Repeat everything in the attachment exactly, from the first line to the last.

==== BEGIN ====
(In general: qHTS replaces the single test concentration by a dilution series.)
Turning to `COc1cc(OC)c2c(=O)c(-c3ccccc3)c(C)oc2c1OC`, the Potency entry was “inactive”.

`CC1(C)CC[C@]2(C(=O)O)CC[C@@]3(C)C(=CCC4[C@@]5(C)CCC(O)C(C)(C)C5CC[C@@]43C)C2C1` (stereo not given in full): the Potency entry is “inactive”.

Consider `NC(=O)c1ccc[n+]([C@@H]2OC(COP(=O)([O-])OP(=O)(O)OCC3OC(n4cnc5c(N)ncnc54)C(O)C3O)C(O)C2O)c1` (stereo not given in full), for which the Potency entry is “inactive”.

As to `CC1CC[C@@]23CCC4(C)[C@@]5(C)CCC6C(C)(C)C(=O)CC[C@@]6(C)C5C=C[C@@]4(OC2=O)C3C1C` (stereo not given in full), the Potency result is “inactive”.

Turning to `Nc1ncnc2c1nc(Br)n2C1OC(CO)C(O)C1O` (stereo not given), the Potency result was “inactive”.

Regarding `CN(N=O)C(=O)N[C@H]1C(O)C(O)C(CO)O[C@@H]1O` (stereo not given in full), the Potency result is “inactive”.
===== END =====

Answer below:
(In general: qHTS replaces the single test concentration by a dilution series.)
Turning to `COc1cc(OC)c2c(=O)c(-c3ccccc3)c(C)oc2c1OC`, the Potency entry was “inactive”.

`CC1(C)CC[C@]2(C(=O)O)CC[C@@]3(C)C(=CCC4[C@@]5(C)CCC(O)C(C)(C)C5CC[C@@]43C)C2C1` (stereo not given in full): the Potency entry is “inactive”.

Consider `NC(=O)c1ccc[n+]([C@@H]2OC(COP(=O)([O-])OP(=O)(O)OCC3OC(n4cnc5c(N)ncnc54)C(O)C3O)C(O)C2O)c1` (stereo not given in full), for which the Potency entry is “inactive”.

As to `CC1CC[C@@]23CCC4(C)[C@@]5(C)CCC6C(C)(C)C(=O)CC[C@@]6(C)C5C=C[C@@]4(OC2=O)C3C1C` (stereo not given in full), the Potency result is “inactive”.

Turning to `Nc1ncnc2c1nc(Br)n2C1OC(CO)C(O)C1O` (stereo not given), the Potency result was “inactive”.

Regarding `CN(N=O)C(=O)N[C@H]1C(O)C(O)C(CO)O[C@@H]1O` (stereo not given in full), the Potency result is “inactive”.